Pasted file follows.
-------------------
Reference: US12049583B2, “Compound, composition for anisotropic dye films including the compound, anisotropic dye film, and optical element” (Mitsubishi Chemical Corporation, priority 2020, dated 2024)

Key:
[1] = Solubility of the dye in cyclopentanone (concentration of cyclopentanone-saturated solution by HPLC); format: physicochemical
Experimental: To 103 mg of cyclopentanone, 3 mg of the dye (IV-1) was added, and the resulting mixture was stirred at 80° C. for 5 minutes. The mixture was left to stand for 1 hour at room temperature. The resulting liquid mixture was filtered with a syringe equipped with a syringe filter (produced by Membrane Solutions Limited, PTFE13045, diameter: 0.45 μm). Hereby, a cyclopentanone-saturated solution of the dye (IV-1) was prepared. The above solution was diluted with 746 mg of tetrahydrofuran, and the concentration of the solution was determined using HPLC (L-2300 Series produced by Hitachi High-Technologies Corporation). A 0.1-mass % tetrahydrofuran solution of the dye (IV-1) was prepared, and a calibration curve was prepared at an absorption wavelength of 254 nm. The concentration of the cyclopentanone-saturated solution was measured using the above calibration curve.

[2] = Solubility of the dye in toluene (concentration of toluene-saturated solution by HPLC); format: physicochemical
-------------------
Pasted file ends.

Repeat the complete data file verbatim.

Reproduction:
Reference: US12049583B2, “Compound, composition for anisotropic dye films including the compound, anisotropic dye film, and optical element” (Mitsubishi Chemical Corporation, priority 2020, dated 2024)

Key:
[1] = Solubility of the dye in cyclopentanone (concentration of cyclopentanone-saturated solution by HPLC); format: physicochemical
Experimental: To 103 mg of cyclopentanone, 3 mg of the dye (IV-1) was added, and the resulting mixture was stirred at 80° C. for 5 minutes. The mixture was left to stand for 1 hour at room temperature. The resulting liquid mixture was filtered with a syringe equipped with a syringe filter (produced by Membrane Solutions Limited, PTFE13045, diameter: 0.45 μm). Hereby, a cyclopentanone-saturated solution of the dye (IV-1) was prepared. The above solution was diluted with 746 mg of tetrahydrofuran, and the concentration of the solution was determined using HPLC (L-2300 Series produced by Hitachi High-Technologies Corporation). A 0.1-mass % tetrahydrofuran solution of the dye (IV-1) was prepared, and a calibration curve was prepared at an absorption wavelength of 254 nm. The concentration of the cyclopentanone-saturated solution was measured using the above calibration curve.

[2] = Solubility of the dye in toluene (concentration of toluene-saturated solution by HPLC); format: physicochemical